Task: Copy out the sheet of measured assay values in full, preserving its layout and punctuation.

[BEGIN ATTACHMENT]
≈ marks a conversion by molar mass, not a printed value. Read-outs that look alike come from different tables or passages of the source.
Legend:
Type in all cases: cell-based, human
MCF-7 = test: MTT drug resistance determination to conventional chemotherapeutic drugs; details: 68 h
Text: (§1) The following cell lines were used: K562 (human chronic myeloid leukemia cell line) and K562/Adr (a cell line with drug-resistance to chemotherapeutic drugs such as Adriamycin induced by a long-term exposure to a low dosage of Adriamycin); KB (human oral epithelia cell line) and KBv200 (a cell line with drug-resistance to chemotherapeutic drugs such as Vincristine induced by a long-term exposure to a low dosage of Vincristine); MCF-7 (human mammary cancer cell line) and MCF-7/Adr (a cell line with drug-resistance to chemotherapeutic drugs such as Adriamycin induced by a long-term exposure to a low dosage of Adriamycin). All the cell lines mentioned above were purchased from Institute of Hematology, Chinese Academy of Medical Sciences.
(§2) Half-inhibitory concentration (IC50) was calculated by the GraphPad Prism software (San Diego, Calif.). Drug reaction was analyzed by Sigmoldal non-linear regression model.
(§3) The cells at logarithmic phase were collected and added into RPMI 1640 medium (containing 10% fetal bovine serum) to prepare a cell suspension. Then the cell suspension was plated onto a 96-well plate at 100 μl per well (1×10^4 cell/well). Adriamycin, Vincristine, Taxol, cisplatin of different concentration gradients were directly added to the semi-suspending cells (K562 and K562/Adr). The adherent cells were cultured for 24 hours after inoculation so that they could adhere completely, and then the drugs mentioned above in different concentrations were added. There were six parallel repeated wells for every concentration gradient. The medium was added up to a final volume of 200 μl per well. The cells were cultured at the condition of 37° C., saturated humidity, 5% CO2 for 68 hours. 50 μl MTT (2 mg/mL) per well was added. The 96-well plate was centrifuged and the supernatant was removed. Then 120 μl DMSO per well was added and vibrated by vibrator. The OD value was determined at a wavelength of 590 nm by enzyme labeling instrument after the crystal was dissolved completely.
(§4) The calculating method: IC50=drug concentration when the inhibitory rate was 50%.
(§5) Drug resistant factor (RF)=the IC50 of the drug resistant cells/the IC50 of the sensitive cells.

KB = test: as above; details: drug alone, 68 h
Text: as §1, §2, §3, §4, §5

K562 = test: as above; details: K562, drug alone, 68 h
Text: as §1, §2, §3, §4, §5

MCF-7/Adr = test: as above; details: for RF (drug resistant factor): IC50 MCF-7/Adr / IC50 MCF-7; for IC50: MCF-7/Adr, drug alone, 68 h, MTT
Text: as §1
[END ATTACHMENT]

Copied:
≈ marks a conversion by molar mass, not a printed value. Read-outs that look alike come from different tables or passages of the source.
Legend:
Type in all cases: cell-based, human
MCF-7 = test: MTT drug resistance determination to conventional chemotherapeutic drugs; details: 68 h
Text: (§1) The following cell lines were used: K562 (human chronic myeloid leukemia cell line) and K562/Adr (a cell line with drug-resistance to chemotherapeutic drugs such as Adriamycin induced by a long-term exposure to a low dosage of Adriamycin); KB (human oral epithelia cell line) and KBv200 (a cell line with drug-resistance to chemotherapeutic drugs such as Vincristine induced by a long-term exposure to a low dosage of Vincristine); MCF-7 (human mammary cancer cell line) and MCF-7/Adr (a cell line with drug-resistance to chemotherapeutic drugs such as Adriamycin induced by a long-term exposure to a low dosage of Adriamycin). All the cell lines mentioned above were purchased from Institute of Hematology, Chinese Academy of Medical Sciences.
(§2) Half-inhibitory concentration (IC50) was calculated by the GraphPad Prism software (San Diego, Calif.). Drug reaction was analyzed by Sigmoldal non-linear regression model.
(§3) The cells at logarithmic phase were collected and added into RPMI 1640 medium (containing 10% fetal bovine serum) to prepare a cell suspension. Then the cell suspension was plated onto a 96-well plate at 100 μl per well (1×10^4 cell/well). Adriamycin, Vincristine, Taxol, cisplatin of different concentration gradients were directly added to the semi-suspending cells (K562 and K562/Adr). The adherent cells were cultured for 24 hours after inoculation so that they could adhere completely, and then the drugs mentioned above in different concentrations were added. There were six parallel repeated wells for every concentration gradient. The medium was added up to a final volume of 200 μl per well. The cells were cultured at the condition of 37° C., saturated humidity, 5% CO2 for 68 hours. 50 μl MTT (2 mg/mL) per well was added. The 96-well plate was centrifuged and the supernatant was removed. Then 120 μl DMSO per well was added and vibrated by vibrator. The OD value was determined at a wavelength of 590 nm by enzyme labeling instrument after the crystal was dissolved completely.
(§4) The calculating method: IC50=drug concentration when the inhibitory rate was 50%.
(§5) Drug resistant factor (RF)=the IC50 of the drug resistant cells/the IC50 of the sensitive cells.

KB = test: as above; details: drug alone, 68 h
Text: as §1, §2, §3, §4, §5

K562 = test: as above; details: K562, drug alone, 68 h
Text: as §1, §2, §3, §4, §5

MCF-7/Adr = test: as above; details: for RF (drug resistant factor): IC50 MCF-7/Adr / IC50 MCF-7; for IC50: MCF-7/Adr, drug alone, 68 h, MTT
Text: as §1